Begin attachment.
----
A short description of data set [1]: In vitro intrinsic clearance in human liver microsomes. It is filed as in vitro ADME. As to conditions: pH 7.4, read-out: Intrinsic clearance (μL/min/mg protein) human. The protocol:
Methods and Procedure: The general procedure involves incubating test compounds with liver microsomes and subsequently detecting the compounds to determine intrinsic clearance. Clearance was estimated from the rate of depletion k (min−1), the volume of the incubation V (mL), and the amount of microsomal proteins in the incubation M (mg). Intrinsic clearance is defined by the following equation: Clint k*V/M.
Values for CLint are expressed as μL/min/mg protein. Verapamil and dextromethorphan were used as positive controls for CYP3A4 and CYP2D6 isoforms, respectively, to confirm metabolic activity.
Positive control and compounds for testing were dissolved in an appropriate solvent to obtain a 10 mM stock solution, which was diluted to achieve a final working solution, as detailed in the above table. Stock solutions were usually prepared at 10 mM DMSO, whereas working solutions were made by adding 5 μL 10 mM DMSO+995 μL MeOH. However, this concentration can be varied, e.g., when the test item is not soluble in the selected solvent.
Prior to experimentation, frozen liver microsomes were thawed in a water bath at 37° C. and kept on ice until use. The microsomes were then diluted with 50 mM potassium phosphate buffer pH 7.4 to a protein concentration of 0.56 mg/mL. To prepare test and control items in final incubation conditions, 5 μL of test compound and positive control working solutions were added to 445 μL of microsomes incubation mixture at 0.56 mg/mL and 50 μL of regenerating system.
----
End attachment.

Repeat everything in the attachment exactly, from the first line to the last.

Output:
A short description of data set [1]: In vitro intrinsic clearance in human liver microsomes. It is filed as in vitro ADME. As to conditions: pH 7.4, read-out: Intrinsic clearance (μL/min/mg protein) human. The protocol:
Methods and Procedure: The general procedure involves incubating test compounds with liver microsomes and subsequently detecting the compounds to determine intrinsic clearance. Clearance was estimated from the rate of depletion k (min−1), the volume of the incubation V (mL), and the amount of microsomal proteins in the incubation M (mg). Intrinsic clearance is defined by the following equation: Clint k*V/M.
Values for CLint are expressed as μL/min/mg protein. Verapamil and dextromethorphan were used as positive controls for CYP3A4 and CYP2D6 isoforms, respectively, to confirm metabolic activity.
Positive control and compounds for testing were dissolved in an appropriate solvent to obtain a 10 mM stock solution, which was diluted to achieve a final working solution, as detailed in the above table. Stock solutions were usually prepared at 10 mM DMSO, whereas working solutions were made by adding 5 μL 10 mM DMSO+995 μL MeOH. However, this concentration can be varied, e.g., when the test item is not soluble in the selected solvent.
Prior to experimentation, frozen liver microsomes were thawed in a water bath at 37° C. and kept on ice until use. The microsomes were then diluted with 50 mM potassium phosphate buffer pH 7.4 to a protein concentration of 0.56 mg/mL. To prepare test and control items in final incubation conditions, 5 μL of test compound and positive control working solutions were added to 445 μL of microsomes incubation mixture at 0.56 mg/mL and 50 μL of regenerating system.